One of the most essential branches of English liberty is the freedom of one’s house. A man’s house is his castle; and whilst he is quiet, he is as well guarded as a prince in his castle. This writ, if it should be declared legal, would totally annihilate this privilege. Custom-house officers may enter our houses when they please; we are commanded to permit entry. Their menial servants may enter, may break locks, bars, and everything in their way; and whether they break through malice or revenge, no man, no court can inquire. Bare suspicion without oath is sufficient.

As expected, the court ruled against Otis and upheld the legality of the writs of assistance. John Adams was in the courtroom as Otis spoke, and took notes on what he said. Later, when recalling what everyone agreed was brilliant argument and oratory, Adams said that though he lost before the court, James Otis had lit the fire of independence in the American colonies. (We should remember that Otis’ sister, Mercy Otis Warren, is regarded as the “Muse of the Revolution.” She was a playwright and a poet who wrote a history of the Revolution under the pen name “a Columbian Patriot,” that was so highly regarded by Thomas Jefferson that as president, he gave a copy of Warren’s book to each member of his cabinet.) James Otis died from a lightening strike at the age of 58 while chatting with friends outside the home of a neighbor.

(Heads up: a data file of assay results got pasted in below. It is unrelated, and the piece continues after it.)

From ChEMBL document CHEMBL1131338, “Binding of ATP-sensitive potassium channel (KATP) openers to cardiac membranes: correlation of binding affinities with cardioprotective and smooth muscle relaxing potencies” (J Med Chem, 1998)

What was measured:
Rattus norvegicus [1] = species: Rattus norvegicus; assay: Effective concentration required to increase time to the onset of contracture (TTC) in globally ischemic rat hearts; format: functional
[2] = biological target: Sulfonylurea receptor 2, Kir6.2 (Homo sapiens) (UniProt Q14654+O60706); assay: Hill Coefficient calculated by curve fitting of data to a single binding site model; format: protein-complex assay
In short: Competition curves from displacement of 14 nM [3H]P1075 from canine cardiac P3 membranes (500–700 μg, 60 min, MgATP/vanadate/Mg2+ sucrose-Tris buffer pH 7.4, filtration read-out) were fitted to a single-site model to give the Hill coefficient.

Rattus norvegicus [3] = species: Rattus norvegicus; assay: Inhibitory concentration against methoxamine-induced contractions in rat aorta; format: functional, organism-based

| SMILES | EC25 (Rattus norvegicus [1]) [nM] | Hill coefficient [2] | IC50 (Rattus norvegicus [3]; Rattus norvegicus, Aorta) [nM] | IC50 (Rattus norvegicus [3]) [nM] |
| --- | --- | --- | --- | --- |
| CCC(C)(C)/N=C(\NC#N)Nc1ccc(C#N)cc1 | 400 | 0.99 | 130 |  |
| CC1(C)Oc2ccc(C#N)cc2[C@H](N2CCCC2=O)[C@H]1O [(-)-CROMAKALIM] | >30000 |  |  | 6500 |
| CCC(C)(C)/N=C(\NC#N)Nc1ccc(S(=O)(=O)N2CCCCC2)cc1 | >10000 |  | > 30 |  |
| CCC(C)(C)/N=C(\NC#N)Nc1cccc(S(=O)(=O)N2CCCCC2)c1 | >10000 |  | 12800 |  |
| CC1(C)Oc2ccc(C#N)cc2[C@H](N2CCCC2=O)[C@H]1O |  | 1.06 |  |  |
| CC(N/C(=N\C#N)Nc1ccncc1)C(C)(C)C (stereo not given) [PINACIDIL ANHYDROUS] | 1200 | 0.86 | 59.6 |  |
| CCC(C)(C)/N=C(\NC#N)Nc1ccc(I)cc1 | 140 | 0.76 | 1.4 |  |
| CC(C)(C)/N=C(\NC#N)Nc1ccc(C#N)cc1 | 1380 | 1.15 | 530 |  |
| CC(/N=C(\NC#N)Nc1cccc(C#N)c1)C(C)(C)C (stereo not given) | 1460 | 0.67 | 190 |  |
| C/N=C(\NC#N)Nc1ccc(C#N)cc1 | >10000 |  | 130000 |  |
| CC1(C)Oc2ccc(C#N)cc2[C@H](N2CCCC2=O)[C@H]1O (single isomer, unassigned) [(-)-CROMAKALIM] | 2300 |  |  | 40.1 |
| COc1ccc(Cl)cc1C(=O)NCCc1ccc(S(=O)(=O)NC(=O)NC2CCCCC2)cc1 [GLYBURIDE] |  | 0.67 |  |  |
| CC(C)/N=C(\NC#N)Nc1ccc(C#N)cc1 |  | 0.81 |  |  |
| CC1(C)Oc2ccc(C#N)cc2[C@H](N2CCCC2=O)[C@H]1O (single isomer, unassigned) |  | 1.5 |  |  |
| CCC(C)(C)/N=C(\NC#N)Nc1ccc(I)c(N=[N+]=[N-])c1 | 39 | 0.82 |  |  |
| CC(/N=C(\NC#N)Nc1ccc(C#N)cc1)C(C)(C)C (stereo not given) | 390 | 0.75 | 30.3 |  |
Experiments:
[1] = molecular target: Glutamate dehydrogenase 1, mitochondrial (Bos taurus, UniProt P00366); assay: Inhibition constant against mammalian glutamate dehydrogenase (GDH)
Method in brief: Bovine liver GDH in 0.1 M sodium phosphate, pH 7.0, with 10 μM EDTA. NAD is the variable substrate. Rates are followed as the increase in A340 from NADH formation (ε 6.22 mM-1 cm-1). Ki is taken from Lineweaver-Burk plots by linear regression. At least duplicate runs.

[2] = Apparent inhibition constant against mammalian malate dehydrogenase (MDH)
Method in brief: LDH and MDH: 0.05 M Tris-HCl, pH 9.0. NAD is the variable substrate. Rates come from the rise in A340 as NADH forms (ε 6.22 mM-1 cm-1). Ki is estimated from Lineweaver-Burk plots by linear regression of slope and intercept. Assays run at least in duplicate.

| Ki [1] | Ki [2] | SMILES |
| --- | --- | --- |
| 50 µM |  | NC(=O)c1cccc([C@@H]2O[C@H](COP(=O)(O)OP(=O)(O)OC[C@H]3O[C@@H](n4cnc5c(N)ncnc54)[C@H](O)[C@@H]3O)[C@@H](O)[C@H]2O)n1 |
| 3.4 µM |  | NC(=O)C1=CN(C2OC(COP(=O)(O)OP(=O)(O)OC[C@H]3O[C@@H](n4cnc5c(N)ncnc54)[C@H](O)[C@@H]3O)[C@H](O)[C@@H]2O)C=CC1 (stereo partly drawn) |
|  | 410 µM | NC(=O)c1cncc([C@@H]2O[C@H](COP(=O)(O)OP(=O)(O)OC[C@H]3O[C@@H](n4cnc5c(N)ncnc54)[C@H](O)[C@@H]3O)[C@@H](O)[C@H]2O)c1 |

Americans understood that Otis’ loss before the Massachusetts Superior Court was a declaration from the British crown that it intended to use the colonists as feudal land tenants, and to extract revenues from them accordingly. Even a casual reading of the Declaration of Independence shows that this is exactly what happened. Most of the Declaration is a rehearsal of the many abuses visited upon the American colonists by the British crown, which Jefferson introduces writing: “But when a long Train of Abuses and Usurpations, pursuing invariably the same Object, evinces a Design to reduce them under absolute Despotism, it is their Right, it is their Duty, to throw off such Government, and to provide new Guards for their future security.” This conviction grew steadily in the wake of one British insult upon another, but this development was pushed in the direction of independence by the fact that the settlers from Britain arrived in a land where there was no king, no legal system, and no living political and cultural tradition, and so the settlers were compelled to develop their own institutions, and these of necessity would be institutions of self-government.